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Mfone's pricing plan draws controversy

Mfone's pricing plan draws controversy

MOBILE service provider Mfone has launched the Kingdom’s latest unlimited calling plan, drawing criticism that it contravenes minimum pricing rules introduced by the Ministry of Post and Telecommunications in a 2009 prakas.

Mfone customers must top up in US$5 increments, with $3 for unlimited on-network calls for a month, while the remaining $2 applies to off-net calls, company employees at its headquarters on Phnom Penh’s Monivong Boulevard told The Post yesterday.

The plan mirrors one introduced by rival provider Hello earlier this year, which had drawn criticism from industry players.

However, Hello Chief Executive Officer Simon Perkins said yesterday the fact that Mfone is now offering its own unlimited calling plan is “the best form of flattery.”

“They’ve copied exactly what we’ve done,” he said, though he noted some of the pricing details were different.

Perkins also pointed out that Hello offered more variety in its plans, including unlimited calling per day for 20 cents and unlimited calling between 10pm and 10am for $1.

The 20-cent plan has been “extremely popular, and people drop in and out of them when it suits their purposes,” he said. The overnight plan is largely “teenagers talking to boyfriends and girlfriends all night.”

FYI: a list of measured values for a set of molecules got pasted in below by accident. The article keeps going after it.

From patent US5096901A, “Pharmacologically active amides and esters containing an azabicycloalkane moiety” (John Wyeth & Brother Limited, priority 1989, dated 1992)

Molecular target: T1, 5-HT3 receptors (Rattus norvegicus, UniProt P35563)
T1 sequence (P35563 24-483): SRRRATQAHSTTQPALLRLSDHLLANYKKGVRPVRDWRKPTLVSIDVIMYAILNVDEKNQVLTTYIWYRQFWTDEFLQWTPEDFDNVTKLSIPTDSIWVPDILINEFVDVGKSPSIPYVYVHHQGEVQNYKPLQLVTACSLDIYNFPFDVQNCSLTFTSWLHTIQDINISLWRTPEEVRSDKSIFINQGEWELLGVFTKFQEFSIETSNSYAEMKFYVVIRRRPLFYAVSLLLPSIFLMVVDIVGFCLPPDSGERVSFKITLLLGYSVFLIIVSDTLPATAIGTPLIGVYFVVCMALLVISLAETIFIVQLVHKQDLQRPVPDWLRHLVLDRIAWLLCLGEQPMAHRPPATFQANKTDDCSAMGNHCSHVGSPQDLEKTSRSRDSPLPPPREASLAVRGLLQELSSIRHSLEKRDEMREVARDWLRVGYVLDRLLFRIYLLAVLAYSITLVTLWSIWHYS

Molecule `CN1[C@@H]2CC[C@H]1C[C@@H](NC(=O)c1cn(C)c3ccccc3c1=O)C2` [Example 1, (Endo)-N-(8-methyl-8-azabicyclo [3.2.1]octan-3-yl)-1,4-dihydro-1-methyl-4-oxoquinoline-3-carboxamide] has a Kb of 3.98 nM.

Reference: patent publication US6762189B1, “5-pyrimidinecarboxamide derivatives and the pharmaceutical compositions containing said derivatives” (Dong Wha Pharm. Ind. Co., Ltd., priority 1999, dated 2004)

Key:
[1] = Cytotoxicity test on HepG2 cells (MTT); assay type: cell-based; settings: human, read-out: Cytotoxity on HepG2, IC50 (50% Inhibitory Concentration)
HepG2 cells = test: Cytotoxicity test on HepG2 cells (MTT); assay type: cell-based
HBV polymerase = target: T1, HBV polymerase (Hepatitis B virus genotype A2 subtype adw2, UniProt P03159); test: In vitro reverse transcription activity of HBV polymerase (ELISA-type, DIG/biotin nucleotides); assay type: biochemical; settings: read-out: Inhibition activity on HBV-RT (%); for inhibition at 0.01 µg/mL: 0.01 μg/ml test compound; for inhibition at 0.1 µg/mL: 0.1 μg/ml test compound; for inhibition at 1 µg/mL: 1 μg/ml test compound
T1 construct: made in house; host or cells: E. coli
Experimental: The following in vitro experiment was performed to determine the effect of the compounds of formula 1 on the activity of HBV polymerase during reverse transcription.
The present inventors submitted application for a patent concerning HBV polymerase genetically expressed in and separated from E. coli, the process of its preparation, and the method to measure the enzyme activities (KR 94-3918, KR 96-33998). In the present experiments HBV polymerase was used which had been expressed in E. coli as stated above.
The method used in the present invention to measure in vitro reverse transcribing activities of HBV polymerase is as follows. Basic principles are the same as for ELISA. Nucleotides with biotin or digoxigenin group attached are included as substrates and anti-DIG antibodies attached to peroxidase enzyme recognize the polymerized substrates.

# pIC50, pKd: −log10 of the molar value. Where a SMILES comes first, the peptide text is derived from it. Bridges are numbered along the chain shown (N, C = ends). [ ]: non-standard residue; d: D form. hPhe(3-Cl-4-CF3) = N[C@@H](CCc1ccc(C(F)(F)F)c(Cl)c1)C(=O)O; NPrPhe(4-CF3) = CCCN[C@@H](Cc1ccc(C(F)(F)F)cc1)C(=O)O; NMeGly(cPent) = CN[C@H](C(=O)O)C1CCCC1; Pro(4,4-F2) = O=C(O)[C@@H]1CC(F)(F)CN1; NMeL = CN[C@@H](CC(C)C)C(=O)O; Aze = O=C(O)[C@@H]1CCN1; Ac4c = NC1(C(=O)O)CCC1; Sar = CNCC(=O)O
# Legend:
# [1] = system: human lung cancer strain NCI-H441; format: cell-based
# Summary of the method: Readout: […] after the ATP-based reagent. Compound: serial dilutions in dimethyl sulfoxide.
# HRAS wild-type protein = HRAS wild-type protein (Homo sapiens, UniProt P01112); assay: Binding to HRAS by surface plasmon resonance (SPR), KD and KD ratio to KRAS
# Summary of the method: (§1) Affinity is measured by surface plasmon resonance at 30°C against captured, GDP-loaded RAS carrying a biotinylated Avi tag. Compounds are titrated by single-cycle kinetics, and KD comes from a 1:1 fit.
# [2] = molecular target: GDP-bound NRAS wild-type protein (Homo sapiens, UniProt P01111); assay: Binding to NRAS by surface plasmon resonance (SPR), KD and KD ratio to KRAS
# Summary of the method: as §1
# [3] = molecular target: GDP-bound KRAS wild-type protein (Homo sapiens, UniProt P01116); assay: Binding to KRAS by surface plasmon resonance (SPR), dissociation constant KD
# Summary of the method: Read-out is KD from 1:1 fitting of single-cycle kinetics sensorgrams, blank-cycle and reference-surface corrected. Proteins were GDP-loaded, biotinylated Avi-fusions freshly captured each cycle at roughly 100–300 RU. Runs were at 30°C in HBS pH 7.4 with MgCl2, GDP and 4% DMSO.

Mfone Chief Marketing Officer Sombat Krairit did not return a request for comment by The Post yesterday, though it is believed the firm’s unlimited plan has not yet been widely advertised.

The plan attracted controversy yesterday, with some industry insiders calling the move a violation of the ministry’s 2009 pricing rules, which set a minimum price per minute for on- and off-net calls.

“Mfone have elected to follow other operators offering such deals who also contravene the regulations, and this is having a detrimental impact on the whole industry, and especially those operators trying to work within the bounds of MPTC’s framework of rules overall,” said qb Chief Executive Officer Alan Sinfield.

“Such actions are, in my opinion, desperate and short-sighted and not at all welcome,” he said yesterday. Qb had halted its so-called “all you can eat” plans when the minimum pricing prakas was enacted, he added.

Sinfield said the MPTC should use its powers to suspend certain operators’ licences if they refuse to abide by established regulations.

“I sincerely hope that MPTC take such action for the benefit of the industry as a whole.”

Some telecom officials last month said the increased usage as a result of unlimited plans often hurts network capacity. Low tariffs also likely translate into negative returns in the effort to attract customers, despite the need for profitability in order to invest in new services and coverage expansion.

Industry insiders requesting anonymity said yesterday a number of the Kingdom’s operators are in talks with the MPTC to find ways to enforce the pricing prakas. They said one such discussion consisted of some operators blocking calls from the offending companies. However, discussions are in preliminary stages and any action would be strictly monitored by the MPTC, insiders said.

Minister of Post and Telecommunications So Khun declined to comment yesterday. ADDITIONAL REPORTING BY TY SAMPHORS VICHEKA


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